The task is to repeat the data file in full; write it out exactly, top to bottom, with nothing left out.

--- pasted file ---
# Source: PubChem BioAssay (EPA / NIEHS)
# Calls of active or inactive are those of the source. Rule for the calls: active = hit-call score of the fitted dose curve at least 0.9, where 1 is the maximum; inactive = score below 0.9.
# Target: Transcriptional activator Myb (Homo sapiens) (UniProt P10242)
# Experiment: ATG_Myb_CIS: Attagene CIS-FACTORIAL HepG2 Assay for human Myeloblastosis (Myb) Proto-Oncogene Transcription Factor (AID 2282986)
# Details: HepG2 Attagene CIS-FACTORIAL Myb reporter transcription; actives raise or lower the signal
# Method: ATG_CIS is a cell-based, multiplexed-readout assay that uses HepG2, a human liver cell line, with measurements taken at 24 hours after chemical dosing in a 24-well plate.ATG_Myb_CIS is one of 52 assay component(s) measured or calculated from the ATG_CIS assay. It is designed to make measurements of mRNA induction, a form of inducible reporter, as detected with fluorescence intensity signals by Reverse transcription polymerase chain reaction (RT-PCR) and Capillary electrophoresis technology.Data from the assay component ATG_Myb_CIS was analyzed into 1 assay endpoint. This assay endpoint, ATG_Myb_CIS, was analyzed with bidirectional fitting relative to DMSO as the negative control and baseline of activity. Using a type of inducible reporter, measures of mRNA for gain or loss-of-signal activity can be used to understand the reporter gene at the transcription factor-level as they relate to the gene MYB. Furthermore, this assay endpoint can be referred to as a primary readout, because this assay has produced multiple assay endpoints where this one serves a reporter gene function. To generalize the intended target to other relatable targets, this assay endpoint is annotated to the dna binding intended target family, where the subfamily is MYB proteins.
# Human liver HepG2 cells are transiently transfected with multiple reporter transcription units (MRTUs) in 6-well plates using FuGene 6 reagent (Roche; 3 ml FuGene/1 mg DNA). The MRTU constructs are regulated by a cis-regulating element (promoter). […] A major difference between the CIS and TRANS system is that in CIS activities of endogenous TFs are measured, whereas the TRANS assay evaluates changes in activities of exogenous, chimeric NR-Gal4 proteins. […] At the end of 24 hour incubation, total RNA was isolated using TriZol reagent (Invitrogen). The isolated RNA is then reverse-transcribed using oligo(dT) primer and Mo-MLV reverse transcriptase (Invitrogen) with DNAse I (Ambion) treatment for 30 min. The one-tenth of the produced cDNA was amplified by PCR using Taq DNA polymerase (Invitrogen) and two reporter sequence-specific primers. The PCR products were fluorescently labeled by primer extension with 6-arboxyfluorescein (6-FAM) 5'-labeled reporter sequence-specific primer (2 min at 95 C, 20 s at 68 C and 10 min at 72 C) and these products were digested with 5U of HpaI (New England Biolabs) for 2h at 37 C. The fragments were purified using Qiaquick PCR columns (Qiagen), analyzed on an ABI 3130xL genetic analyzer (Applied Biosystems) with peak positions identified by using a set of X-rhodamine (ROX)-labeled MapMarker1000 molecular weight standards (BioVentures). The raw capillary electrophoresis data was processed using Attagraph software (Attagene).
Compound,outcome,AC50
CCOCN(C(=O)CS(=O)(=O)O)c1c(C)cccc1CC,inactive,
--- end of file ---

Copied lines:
# Source: PubChem BioAssay (EPA / NIEHS)
# Calls of active or inactive are those of the source. Rule for the calls: active = hit-call score of the fitted dose curve at least 0.9, where 1 is the maximum; inactive = score below 0.9.
# Target: Transcriptional activator Myb (Homo sapiens) (UniProt P10242)
# Experiment: ATG_Myb_CIS: Attagene CIS-FACTORIAL HepG2 Assay for human Myeloblastosis (Myb) Proto-Oncogene Transcription Factor (AID 2282986)
# Details: HepG2 Attagene CIS-FACTORIAL Myb reporter transcription; actives raise or lower the signal
# Method: ATG_CIS is a cell-based, multiplexed-readout assay that uses HepG2, a human liver cell line, with measurements taken at 24 hours after chemical dosing in a 24-well plate.ATG_Myb_CIS is one of 52 assay component(s) measured or calculated from the ATG_CIS assay. It is designed to make measurements of mRNA induction, a form of inducible reporter, as detected with fluorescence intensity signals by Reverse transcription polymerase chain reaction (RT-PCR) and Capillary electrophoresis technology.Data from the assay component ATG_Myb_CIS was analyzed into 1 assay endpoint. This assay endpoint, ATG_Myb_CIS, was analyzed with bidirectional fitting relative to DMSO as the negative control and baseline of activity. Using a type of inducible reporter, measures of mRNA for gain or loss-of-signal activity can be used to understand the reporter gene at the transcription factor-level as they relate to the gene MYB. Furthermore, this assay endpoint can be referred to as a primary readout, because this assay has produced multiple assay endpoints where this one serves a reporter gene function. To generalize the intended target to other relatable targets, this assay endpoint is annotated to the dna binding intended target family, where the subfamily is MYB proteins.
# Human liver HepG2 cells are transiently transfected with multiple reporter transcription units (MRTUs) in 6-well plates using FuGene 6 reagent (Roche; 3 ml FuGene/1 mg DNA). The MRTU constructs are regulated by a cis-regulating element (promoter). […] A major difference between the CIS and TRANS system is that in CIS activities of endogenous TFs are measured, whereas the TRANS assay evaluates changes in activities of exogenous, chimeric NR-Gal4 proteins. […] At the end of 24 hour incubation, total RNA was isolated using TriZol reagent (Invitrogen). The isolated RNA is then reverse-transcribed using oligo(dT) primer and Mo-MLV reverse transcriptase (Invitrogen) with DNAse I (Ambion) treatment for 30 min. The one-tenth of the produced cDNA was amplified by PCR using Taq DNA polymerase (Invitrogen) and two reporter sequence-specific primers. The PCR products were fluorescently labeled by primer extension with 6-arboxyfluorescein (6-FAM) 5'-labeled reporter sequence-specific primer (2 min at 95 C, 20 s at 68 C and 10 min at 72 C) and these products were digested with 5U of HpaI (New England Biolabs) for 2h at 37 C. The fragments were purified using Qiaquick PCR columns (Qiagen), analyzed on an ABI 3130xL genetic analyzer (Applied Biosystems) with peak positions identified by using a set of X-rhodamine (ROX)-labeled MapMarker1000 molecular weight standards (BioVentures). The raw capillary electrophoresis data was processed using Attagraph software (Attagene).
Compound,outcome,AC50
CCOCN(C(=O)CS(=O)(=O)O)c1c(C)cccc1CC,inactive,